Mike Khuboni – Updated: 11 September 2020
A 31-year-old baker will become the Vaal University of Technology’s (VUT) first ever visually impaired graduate later this year.
Mr Thabo Lenyora of Ventersburg in the Free Satate will receive a National Diploma in Policing during the University’s spring graduation ceremony.
Being visually impaired since a teenager has not disheartened or floored Lenyora – instead it has inspired the VUT student to keep his feet on the ground but to reach for the stars.
Lenyora has a burning ambition to study law next year and also concentrate on building up his bakery which he runs in his home town with his fiancée Anny Tsubella.
He was in Grade 11 in 2006 when glaucoma – a disease which damages the optic nerve – robbed him of just about all his sight. “I have enough vision to walk around on my own but that’s it – for the rest, including reading and writing, I need assistance,” said Lenyora.
It took him a little over three years to complete his Diploma in Policing through VUT’s disabilities services unit established in 2016.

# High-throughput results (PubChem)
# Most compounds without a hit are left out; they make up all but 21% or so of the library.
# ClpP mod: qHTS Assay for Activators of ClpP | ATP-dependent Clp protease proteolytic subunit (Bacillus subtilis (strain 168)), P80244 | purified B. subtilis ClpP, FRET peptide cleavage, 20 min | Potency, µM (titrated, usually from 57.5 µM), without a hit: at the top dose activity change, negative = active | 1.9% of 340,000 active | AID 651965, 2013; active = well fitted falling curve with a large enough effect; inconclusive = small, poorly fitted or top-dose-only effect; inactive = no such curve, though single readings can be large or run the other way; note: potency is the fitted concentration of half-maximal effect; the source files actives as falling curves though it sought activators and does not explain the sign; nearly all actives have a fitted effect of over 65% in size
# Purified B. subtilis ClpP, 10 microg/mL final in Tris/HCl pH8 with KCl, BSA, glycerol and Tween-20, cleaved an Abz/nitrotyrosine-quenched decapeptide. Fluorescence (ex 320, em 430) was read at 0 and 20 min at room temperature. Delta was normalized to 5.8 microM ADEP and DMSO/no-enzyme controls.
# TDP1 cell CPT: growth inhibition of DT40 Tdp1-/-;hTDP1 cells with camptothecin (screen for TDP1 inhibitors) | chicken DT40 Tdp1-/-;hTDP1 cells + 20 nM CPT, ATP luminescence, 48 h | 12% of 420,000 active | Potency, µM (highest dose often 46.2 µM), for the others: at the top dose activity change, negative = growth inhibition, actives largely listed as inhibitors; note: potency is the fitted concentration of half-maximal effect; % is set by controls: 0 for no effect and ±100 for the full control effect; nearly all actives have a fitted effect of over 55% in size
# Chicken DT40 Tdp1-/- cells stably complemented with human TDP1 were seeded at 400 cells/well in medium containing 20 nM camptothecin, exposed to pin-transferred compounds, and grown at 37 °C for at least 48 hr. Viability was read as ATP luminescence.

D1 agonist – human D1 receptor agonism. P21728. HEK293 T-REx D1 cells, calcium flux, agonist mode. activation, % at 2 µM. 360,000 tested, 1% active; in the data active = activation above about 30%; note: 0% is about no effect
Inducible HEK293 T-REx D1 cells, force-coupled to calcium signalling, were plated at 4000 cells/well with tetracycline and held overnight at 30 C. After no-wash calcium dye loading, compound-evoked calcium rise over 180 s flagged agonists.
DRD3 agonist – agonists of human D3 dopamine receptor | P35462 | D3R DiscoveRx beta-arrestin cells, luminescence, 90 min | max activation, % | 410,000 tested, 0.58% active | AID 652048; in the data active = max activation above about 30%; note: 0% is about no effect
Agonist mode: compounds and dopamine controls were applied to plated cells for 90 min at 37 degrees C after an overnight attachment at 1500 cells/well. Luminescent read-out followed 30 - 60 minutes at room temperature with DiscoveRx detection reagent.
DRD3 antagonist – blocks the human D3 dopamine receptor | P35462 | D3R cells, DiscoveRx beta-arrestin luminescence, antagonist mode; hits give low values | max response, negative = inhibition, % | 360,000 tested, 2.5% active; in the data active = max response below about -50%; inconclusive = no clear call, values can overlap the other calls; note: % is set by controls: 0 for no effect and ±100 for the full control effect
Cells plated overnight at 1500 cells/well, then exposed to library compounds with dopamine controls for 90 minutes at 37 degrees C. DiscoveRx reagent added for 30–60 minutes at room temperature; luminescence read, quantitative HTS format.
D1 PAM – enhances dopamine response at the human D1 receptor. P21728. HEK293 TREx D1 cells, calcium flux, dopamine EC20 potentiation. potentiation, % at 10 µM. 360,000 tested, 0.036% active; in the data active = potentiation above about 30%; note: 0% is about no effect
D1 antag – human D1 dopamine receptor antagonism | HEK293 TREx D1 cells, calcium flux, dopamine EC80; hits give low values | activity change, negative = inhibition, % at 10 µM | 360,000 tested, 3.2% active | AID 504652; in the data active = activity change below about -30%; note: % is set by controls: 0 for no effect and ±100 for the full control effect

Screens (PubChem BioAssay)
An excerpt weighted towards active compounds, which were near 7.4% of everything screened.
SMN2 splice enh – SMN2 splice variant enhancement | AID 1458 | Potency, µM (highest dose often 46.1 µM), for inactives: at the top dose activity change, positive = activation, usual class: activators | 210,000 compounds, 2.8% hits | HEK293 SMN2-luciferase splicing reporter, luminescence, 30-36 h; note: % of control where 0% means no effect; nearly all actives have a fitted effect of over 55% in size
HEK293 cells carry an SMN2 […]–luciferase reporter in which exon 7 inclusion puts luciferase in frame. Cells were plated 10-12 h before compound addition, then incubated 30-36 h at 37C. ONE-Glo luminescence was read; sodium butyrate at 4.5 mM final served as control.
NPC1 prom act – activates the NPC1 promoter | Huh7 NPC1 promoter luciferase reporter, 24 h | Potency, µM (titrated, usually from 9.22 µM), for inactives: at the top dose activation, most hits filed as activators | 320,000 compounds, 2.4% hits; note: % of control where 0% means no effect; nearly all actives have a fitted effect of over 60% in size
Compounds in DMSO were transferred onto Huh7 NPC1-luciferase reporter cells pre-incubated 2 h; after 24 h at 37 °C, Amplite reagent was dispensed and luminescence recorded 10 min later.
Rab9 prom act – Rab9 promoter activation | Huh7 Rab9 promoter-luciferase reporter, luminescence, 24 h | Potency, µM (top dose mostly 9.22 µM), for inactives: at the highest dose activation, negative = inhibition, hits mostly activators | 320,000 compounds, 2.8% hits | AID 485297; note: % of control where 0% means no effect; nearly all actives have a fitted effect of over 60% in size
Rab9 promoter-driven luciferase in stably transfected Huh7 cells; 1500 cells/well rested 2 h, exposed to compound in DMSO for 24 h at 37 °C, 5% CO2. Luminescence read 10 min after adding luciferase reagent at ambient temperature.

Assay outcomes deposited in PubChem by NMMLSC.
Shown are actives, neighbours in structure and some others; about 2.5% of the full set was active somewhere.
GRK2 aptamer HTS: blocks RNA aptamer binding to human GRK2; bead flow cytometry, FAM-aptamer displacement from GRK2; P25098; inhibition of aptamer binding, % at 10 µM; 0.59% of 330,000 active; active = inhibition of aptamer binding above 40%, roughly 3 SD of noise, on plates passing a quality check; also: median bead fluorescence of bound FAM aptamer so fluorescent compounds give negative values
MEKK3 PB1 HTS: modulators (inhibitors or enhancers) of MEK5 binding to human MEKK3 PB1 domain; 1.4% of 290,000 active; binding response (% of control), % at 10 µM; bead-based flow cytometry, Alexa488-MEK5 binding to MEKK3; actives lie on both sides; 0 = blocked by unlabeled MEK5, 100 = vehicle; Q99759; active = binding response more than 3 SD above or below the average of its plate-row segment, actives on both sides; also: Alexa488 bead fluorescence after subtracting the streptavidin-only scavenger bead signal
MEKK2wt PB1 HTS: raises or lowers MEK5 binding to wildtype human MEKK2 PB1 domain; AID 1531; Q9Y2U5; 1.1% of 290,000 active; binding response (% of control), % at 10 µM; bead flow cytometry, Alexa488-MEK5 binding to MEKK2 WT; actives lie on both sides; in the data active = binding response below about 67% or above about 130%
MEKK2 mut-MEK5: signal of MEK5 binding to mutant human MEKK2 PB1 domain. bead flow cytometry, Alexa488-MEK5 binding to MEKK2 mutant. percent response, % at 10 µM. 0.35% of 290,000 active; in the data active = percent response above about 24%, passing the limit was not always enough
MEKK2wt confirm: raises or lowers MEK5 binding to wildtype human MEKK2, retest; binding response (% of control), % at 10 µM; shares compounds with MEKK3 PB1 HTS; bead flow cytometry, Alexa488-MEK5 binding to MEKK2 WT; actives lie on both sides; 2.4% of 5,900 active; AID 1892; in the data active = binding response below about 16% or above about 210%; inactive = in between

“I used a speech device called a non-visual desktop assistant which communicates everything through speech. It was critical in helping me get through all the study and writing involved.”
Lenyora said there were some things the device was unable to read and convert such as powerpoint presentations so those had to be scanned and edited separately. He received excellent assistance for that from personnel in the Social Justice department at the University.
“VUT’s disability unit was in its infancy when I began my studies in 2017. Progress has been made in providing facilities for disabled students at VUT and there is always good support from lecturers.
“Using a disability as an excuse for not doing well in your studies is wrong. A disability can make studying more challenging but disabled students can excel if they work hard and commit and discipline themselves,” he said.
He paid tribute to the two women in his life – his mom Mrs Susan Lenyora and his fiancée – for the fantastic support structure they provided for him.
Lenyora is currently building up his bakery business in Ventersburg but his sights are set on studying law next year.
“Within the next few years I see myself playing a role in South Africa’s criminal justice system where I will be able to use some of what I have learned in my studies.
“Our country is cursed with GBV and other domestic violence and I want to be part of processes, such as rehabilitation, which improve the situation.
“I will not allow my disability to hold me back in that area,” he added.